HomosexualsLater in the month, in connection with the Glasgow Film Festival,  The Homosexuals played at the Center for Contemporary Arts. This was a tremendous show. Originally formed in the mid-1970’s, the first incarnation of The Homosexuals was called The Rejects. They were part of the early wave of British punk rock, playing at the Roxie in London with other legendary acts such as Wire, Sham 69 and Chelsea. I had never heard of them before, and it was only because I had tickets to see a documentary about the life of the lead singer, Bruno Wizard, that I became acquainted with their music while in Scotland. Their sound reminds me of the Buzzcocks, with Bruno Wizard delivering snotty, sing-songy lyrics against a stripped down and raw backdrop of guitar, bass and drums. This is simple, energetic, emotional music from the days when punk was unmarred by commercial aspirations or the desire to please anyone. Watching this band, I was swept away by the driving power of the songs and the passion of the message. Bruno Wizard is a man who has stayed true to his ideals over the course of his life, and his music testifies to this fact. I have not enjoyed a punk show this much for quite some time.

The music scene in Glasgow is quite healthy, even if many Glaswegians are not. I couldn’t help but think how lucky they are to have such a steady stream of great bands playing in their city. After I departed for the US, The Stranglers, Motorhead and Stiff Little Fingers all were scheduled to play. That must be what Sparky Deathcap means when they sing Glasgow is a Punk Rock Town.

Citizens_TheaterIn addition to the city’s food, drink and music, I also sampled the local live theater, attending a performance of Glasgow Girls at the Citizens Theatre. Glasgow Girls tells the true story of a group of seven high school students who, in 2005, mounted a campaign in order to keep some of their immigrant classmates from being deported from Scotland. My cousin Amanda, who works doing educational outreach for Glasgow University, supervised Amal, one of the real-life students who appears in the play, so there was a personal connection to this story that made it especially interesting.

In addition to being emotionally moved by the performances, I was fascinated by the cultural references that occurred throughout this play. Glasgow Girls unapologetically caters to the native audience. It is filled with in-jokes and references directed specifically toward Scots. One character is flattered to think that Peter Mullan might portray him in a movie; Glasgow is sung about as being “basically OK”; Robert Burns’ poetry is turned into protest music; public artworks on the road between Glasgow and Edinburgh put in appearances. I found particularly interesting a line spoken by Noreen (played by Myra Mcfadyen), an older woman who is a resident at the public housing complex where Jennifer (played by Karen Fishwick), one of the Glasgow Girls, lives. In response to the young girl’s lament that all her hard work and effort to keep one of her friends from being deported has resulted in failure, Noreen responds, “Well, welcome to Scotland!” The audience responded to this line with uproarious laughter and a round of applause. It is a sentiment that in many ways seems to summarize the Scottish self-image. Whether it is in the realm of politics or sports, cultural recognition or economic development, the Scots see themselves as underdogs who fight against the odds and often fail to triumph in the end.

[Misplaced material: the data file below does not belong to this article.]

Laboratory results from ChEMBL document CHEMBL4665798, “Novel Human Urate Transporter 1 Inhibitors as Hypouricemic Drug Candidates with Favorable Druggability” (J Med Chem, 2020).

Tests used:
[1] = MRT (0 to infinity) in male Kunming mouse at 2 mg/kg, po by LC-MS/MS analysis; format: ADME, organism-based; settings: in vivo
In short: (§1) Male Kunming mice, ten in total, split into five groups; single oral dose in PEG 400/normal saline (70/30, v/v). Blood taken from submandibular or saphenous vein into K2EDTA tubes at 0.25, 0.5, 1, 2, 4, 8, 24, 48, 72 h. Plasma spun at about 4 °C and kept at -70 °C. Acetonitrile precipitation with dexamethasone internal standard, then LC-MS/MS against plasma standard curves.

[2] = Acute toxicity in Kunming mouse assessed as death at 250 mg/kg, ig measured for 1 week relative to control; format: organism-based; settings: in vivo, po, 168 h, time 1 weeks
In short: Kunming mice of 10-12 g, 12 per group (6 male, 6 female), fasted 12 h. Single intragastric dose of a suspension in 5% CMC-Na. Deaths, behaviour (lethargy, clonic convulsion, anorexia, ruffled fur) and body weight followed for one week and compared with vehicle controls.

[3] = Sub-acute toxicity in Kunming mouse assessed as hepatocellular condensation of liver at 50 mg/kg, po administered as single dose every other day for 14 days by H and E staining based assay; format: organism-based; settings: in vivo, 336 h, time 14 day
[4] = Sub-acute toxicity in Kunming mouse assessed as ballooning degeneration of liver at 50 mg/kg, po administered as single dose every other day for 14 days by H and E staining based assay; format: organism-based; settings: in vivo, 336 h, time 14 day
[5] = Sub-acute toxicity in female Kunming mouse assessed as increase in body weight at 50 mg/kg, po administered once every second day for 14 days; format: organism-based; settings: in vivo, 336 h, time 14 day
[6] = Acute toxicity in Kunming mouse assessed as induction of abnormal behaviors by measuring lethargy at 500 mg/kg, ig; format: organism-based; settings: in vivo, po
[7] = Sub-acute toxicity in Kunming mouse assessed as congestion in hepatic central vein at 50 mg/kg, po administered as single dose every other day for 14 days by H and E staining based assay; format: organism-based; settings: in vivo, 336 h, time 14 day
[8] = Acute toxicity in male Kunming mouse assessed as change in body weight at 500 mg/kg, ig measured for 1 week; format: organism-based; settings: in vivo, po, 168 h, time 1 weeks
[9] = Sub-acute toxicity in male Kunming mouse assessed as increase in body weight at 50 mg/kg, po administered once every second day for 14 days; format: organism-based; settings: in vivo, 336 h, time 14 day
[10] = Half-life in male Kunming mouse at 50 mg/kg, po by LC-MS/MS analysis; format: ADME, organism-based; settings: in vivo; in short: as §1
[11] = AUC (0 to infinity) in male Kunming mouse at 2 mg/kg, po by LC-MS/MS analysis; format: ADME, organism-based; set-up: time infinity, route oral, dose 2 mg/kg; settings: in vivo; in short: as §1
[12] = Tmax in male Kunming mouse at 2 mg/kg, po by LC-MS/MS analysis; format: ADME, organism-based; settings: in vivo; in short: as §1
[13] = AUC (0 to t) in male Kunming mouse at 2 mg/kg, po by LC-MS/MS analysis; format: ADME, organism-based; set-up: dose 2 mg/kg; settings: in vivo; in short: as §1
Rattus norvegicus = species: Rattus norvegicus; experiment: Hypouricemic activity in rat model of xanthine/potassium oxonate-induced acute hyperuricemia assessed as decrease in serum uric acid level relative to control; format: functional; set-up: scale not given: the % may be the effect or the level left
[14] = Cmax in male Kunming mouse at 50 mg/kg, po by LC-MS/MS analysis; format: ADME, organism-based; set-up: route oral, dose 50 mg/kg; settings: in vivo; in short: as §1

This last point – about the Scots as underdogs – is one that I encountered continuously during my visit to Scotland. When I was out on the town, in the pubs and at the night spots, I always tried to remember to ask those around me what being Scottish meant to them. Without fail I was told that being Scottish is special. It is an identity unique, precious and difficult all at once. Scots are proud to be Scottish, but they also have a sense of being like the small kid on the block who needs to fight for respect. From the Scottish perspective, life is not a fun game, but an ongoing struggle against forces that continuously threaten to undermine one’s dignity. A history of English domination, bad weather and poor health are just some of the factors that have shaped the Scottish worldview. Through all of this, however, there remains a stubborn resistance against pessimism and despair. To be Scottish involves exercising a sense of ironic and dark humor toward life and everything it throws at you. There is tragedy here, but it is a good-natured tragedy that, even while it recognizes the inevitability of failure, still affirms life as something worth while.